The Truck Stops Here
My buddy Gracie and I have this map -- a U.S. highway diagram torn from the front of an old Rand McNally atlas, showing all of the major interstate routes spooling out across the fruited plain. From I-95's start in Florida's malarial salt bogs to the terminus of I-90 in Seattle, from purple mountain majesties and sea to shining sea, the map showed them all. And it was with this map alone that, during one late summer and fall back in the mid-'90s, the two of us navigated the length and breadth of the country, looking for the best diner in the United States.
We weren't only looking for diners, of course. In the best Kerouackian tradition (and while we were still young enough to pull it off), we went looking for kicks, joy, and the clarity of distance -- for the kind of fun you can only find with four wheels on the road and no particular destination in mind. We were looking for different horizons, for oceans and mountains, for the best margarita in the continental 48 (which turned out to be a thermos bottle full of tequila-heavy banana daiquiris sucked down in the dirt back yard of an Albuquerque casita) and the greatest stretch of forgotten blue route across the desert (Route 95 South skirting the edge of the Yuma Proving Ground). Personally, I was looking to get laid -- and ended up falling in love. Gracie was mostly just looking for miles, and he got his wish, too, putting 12,000 of them on the odometer of his trusty purple Ford Taurus in three or four months of near-perpetual motion, spanging like a six-cylinder pinball from Buffalo to Ashtabula to Detroit to Phoenix, from Blythe to Barstow to Boulder and beyond.
The diner quest was a big part of our trip because we were both diner kids: East Coast rust-belt rats brought up wrong on plates of questionable spaghetti at Italian train-car cafes, gyros and feta at 3 a.m. Greek dives, roadhouse meatloaf, truck-stop pie and a million cups of watery joe at countless chromium temples. We'd done the Prufrock thing -- measuring our time in coffee spoons -- and the Tom Waits nighthawk shtick. Diners were in our blood, so we set out to find the best one ever -- because every truly epic road trip needs a goal, however elusive or ill-considered.
Our favorites from that trip (and others) are still recorded on the map, their names carefully lettered beside their home towns. Amy's Place, the State Diner, the Grill, Cunt's Truckstop (since renamed), the Golden West Pancake House, a Flying J up near Cheyenne where I almost died, Doe's Eat Place (Bill Clinton's favorite restaurant), the Dubliner (somewhere in Indiana, in a town where every business kept hours exactly opposite those of the rest of the civilized world because every man there worked the night shift at an ag plant one town over) and Johnson's Corner Cafe.
Johnson's Corner, which we found almost by accident, which we would've missed entirely had it not been for the timely appearance of a native guide (my future wife, though neither of us saw it coming back then) who told us, "Go north on I-25 until the stink is unbearable, then turn right."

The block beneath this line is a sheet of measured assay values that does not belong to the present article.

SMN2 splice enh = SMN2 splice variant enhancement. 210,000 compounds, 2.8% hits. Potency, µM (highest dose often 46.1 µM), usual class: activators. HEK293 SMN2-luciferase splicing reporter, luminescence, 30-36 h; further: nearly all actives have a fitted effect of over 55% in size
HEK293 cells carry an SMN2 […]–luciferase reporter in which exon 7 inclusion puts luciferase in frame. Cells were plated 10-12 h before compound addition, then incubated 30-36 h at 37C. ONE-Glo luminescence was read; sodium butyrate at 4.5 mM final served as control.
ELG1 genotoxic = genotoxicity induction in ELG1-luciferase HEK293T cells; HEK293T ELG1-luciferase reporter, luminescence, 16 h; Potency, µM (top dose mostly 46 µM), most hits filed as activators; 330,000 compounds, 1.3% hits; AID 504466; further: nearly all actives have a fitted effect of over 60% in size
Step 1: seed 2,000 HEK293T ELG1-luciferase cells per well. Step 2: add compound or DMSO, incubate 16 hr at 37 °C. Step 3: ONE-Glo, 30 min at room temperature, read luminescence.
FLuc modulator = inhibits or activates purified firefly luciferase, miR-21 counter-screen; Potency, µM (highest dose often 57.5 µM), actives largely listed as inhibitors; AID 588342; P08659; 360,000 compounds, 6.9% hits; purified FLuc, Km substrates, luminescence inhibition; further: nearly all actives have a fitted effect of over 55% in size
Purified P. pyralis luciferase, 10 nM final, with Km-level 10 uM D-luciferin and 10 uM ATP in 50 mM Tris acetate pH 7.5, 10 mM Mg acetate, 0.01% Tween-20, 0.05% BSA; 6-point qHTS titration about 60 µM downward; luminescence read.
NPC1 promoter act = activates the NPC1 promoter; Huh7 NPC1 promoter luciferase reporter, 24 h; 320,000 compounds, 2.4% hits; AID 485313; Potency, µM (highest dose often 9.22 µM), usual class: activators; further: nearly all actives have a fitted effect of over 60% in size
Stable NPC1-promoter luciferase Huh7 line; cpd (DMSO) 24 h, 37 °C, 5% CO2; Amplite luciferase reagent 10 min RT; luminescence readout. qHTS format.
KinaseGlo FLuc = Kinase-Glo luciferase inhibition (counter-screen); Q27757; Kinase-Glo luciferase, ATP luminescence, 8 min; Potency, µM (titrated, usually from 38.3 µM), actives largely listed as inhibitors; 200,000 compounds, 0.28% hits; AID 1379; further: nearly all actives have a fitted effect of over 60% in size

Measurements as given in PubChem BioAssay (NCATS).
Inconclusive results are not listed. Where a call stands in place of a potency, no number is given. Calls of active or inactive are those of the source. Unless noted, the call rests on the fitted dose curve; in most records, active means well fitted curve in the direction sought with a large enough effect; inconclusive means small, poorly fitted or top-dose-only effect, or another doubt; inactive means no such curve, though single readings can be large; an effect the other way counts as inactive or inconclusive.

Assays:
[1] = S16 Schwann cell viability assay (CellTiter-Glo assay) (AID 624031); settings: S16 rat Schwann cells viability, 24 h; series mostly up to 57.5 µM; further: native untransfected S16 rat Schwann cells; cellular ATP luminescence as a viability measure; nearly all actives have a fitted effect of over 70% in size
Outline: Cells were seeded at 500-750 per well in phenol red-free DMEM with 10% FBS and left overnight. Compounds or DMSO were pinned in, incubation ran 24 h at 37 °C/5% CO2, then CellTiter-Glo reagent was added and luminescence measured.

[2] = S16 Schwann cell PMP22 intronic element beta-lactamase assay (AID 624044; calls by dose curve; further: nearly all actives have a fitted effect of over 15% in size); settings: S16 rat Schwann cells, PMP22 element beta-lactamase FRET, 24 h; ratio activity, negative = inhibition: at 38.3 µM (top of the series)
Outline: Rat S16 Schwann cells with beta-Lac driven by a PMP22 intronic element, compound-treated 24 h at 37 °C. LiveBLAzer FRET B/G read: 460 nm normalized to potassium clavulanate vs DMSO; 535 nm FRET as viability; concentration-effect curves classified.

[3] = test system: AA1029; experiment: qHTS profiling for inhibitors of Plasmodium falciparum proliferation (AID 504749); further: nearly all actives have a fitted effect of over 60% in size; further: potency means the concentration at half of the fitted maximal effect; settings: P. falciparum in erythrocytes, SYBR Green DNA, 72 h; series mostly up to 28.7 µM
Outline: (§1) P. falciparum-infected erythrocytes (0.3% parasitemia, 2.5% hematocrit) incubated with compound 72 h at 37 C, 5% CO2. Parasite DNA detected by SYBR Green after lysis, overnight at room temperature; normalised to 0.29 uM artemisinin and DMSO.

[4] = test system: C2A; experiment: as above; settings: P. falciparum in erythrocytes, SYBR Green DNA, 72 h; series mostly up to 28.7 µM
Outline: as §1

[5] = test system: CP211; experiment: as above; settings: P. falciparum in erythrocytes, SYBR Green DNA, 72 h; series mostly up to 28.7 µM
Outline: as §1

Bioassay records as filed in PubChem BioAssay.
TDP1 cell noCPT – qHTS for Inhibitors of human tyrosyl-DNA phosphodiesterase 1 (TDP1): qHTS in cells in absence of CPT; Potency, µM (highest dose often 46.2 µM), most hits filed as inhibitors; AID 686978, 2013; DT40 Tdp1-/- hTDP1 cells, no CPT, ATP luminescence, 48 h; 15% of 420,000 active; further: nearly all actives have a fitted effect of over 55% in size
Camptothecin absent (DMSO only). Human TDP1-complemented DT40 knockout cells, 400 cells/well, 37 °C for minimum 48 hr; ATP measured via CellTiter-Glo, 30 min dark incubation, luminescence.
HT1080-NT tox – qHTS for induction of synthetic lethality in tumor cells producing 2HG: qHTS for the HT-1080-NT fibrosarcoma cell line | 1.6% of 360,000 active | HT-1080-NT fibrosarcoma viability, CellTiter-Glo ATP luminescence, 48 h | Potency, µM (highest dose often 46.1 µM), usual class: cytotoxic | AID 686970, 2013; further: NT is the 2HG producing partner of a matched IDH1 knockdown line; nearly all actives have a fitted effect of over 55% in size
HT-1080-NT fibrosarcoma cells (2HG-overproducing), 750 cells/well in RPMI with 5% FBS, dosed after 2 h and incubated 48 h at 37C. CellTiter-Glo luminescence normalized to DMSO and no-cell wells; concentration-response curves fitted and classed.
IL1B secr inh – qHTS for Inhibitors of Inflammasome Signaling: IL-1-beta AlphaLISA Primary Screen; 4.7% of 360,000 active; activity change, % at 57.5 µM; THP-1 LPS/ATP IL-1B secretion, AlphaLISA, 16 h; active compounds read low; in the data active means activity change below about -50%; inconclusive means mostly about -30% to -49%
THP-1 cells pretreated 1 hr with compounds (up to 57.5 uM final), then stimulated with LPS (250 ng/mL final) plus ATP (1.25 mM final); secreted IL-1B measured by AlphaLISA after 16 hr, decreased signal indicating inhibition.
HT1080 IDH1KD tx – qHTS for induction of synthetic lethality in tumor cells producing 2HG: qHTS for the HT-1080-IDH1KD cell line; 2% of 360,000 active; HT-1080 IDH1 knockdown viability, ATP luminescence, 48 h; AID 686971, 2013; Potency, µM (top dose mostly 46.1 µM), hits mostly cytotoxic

Johnson's Corner, which sat right off the frontage road, a dusty sprawl of parking lots and big rigs, mirrored windows reflecting the endless, flat nothing all around it. Johnson's had everything: a restaurant, general store, CB and chrome shop, attached RV park and Sunday chapel, gas pumps, long-distance phone and mail service, even a flea market in full swing just down the road where you could get anything from a bucket of Coors longnecks (five for five bucks, even today) to a Chinese knockoff switchblade to an amethyst crystal necklace guaranteed to quell the bitter humors for less than the friction between the two ten-spots burning a hole in your wallet. It was a scene you'd expect to see in the opening credits of some big-budget Jerry Bruckheimer end-of-the-world sci-fi blockbuster, with a bunch of scrappy survivors trying to eke a living out of the post-apocalyptic wasteland, selling chicken-fried steaks and plastic dashboard Jesuses to a steady stream of mutant road folk in Mad Max leathers and hockey pads.
Johnson's Corner was exactly what Gracie and I had been looking for -- even though we didn't know that until we found it. If we hadn't had a short-term rental cabin waiting for us in the high country, I would have moved right in.
I'm not the only one who's fallen for its charms. Over the fifty years that Johnson's Corner has been in business (its history stretches back to the days when it was the only real stop between Denver and Cheyenne and its signs dotted I-25 for dozens of miles in either direction), it has collected accolades of a variety most restaurants can't even dream about. Its name and that of its founder, Joe Johnson, were read into the 106th Congressional Record as an example of "the industrious spirit and can-do attitude that have made America great." The Food Network dubbed it one of the top five truck stops in the country. In 1998, it was picked as one of the best breakfasts in the world by Travel & Leisure, its competition every other breakfast served anywhere on our little blue marble. Better than eggs and champagne in the deep leather of some Manhattan brunch spot, better than baguettes and chicory in the French Quarter, pain perdu along the Seine or pho and jackfruit juice in Saigon. Better than anything anywhere. And I don't disagree.